Christine Stonat, interviewing Juliana about Weird for Weird:
weird: As to be heard on your new album “Weird” your music might sound a little more “pop” today but still has this revolutionary rock punk attitude that comes with your voice and sound and often poetical lyrics. If you look back on over 25 years of your solo music what would you say has changed the most within your music?
Juliana Hatfield: I think my voice has changed a little — it has gotten a little bit lower (but not a lot). And I think my lyrics are a little less about me and all of my feelings and a little more about how I see the world around me. But I am still a revolutionary punk!
Another batch of Weird reviews from the past week. Thanks again to Carlos Lopez for sourcing many of these:
Russ Holsten, SLUG Magazine:
The truth of the matter is that Weird is a guitar record. Hatfield is the real deal. She can give you the hollow echo of Jerry Garcia, the pre-grunge sludge of Crazy Horse and the pop drive of Girlfriend-era Matthew Sweet. But make no mistake, Hatfield has her own unique guitar sound, and she lets that sound rip through this entire record. The best example of this is on the stunning track “Lost Ship.” She sings: “I wanna ride in a spaceship in my mind.” Just when you settle in to that pure sugar buzz a blistering guitar arrives halfway through the song—it’s lush, fuzzy and atmospheric with plenty of precision. It drives the Hatfield sound safely home.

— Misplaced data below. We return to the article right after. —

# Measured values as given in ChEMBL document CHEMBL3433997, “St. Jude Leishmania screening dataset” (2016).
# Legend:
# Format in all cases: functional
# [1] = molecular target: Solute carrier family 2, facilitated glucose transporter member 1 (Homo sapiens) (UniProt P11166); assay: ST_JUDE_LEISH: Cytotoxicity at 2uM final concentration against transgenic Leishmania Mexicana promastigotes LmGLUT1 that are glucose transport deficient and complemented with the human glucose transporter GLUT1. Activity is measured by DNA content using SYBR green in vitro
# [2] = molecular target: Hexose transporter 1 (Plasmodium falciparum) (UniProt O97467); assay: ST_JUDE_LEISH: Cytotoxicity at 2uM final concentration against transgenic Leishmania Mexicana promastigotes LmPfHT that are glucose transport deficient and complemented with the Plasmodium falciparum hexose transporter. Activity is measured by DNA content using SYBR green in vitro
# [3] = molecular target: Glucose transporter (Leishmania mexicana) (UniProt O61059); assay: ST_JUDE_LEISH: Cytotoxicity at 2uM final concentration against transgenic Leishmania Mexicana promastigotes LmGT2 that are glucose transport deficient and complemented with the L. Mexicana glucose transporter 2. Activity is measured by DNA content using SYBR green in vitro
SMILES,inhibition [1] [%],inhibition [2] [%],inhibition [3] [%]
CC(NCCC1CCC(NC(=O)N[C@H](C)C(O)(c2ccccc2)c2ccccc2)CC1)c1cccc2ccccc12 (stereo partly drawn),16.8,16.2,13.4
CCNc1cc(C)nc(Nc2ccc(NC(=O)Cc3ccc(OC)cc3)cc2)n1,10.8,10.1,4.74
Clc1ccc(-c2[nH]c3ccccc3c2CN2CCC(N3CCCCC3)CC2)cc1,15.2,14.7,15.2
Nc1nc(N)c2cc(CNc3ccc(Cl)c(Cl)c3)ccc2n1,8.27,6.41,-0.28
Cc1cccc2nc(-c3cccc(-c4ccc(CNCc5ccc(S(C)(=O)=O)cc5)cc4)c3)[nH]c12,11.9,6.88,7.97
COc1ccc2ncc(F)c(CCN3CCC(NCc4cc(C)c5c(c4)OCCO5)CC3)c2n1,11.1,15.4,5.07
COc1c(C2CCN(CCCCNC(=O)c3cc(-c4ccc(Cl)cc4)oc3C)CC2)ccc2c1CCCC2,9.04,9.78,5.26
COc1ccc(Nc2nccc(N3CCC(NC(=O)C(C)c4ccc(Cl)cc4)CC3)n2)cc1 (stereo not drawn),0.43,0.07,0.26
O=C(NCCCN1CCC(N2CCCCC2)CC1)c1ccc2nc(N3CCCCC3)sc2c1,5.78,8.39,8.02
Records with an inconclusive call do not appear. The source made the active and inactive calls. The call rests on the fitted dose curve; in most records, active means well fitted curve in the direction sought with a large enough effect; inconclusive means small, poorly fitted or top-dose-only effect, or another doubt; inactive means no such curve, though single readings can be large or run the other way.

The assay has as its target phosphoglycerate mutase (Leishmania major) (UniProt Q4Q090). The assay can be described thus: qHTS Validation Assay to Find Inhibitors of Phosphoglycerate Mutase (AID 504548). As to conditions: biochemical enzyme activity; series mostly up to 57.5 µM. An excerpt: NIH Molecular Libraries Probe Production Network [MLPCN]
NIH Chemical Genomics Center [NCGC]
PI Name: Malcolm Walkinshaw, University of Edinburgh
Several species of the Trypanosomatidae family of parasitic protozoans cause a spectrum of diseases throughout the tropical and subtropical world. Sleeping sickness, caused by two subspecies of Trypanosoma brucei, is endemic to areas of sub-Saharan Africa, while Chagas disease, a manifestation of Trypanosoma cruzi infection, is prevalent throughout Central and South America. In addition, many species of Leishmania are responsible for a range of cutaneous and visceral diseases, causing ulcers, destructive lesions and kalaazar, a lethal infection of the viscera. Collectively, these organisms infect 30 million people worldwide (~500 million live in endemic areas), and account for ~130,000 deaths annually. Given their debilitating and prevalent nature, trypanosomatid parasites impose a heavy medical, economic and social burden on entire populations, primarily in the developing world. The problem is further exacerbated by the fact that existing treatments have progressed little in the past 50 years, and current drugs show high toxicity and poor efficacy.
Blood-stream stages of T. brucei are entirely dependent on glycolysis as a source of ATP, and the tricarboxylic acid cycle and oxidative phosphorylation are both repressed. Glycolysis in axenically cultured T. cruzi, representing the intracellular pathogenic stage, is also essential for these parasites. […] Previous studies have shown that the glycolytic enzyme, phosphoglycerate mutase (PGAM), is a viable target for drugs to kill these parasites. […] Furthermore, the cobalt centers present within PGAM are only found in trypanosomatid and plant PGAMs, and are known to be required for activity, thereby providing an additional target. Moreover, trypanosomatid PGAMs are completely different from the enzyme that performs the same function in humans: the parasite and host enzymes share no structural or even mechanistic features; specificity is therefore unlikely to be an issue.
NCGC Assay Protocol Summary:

Michelle Lindsey, Highway Queens:
Weird is the sound of an artist embracing herself and who she has become with pride and grace. It’s a refreshing and reassuring listen for anyone who has ever felt like an outsider. Weirdos of the world unite.
Frank Valish, Under The Radar, (8/10):
In all, listening to Weird brings to mind Hatfield's 1995's album Only Everything. Coming after her breakout album Become What You Are, with The Juliana Hatfield Three, Only Everything took the mold and stretched it. The melodic touch and lyrical examination remained but there was something new, something more eccentric, something, to steal her own album title's word, weird. The pleasures of Weird reward frequent listening. It is an album that begs repeating as soon as one reaches the last bouncing notes of "Do It to Music."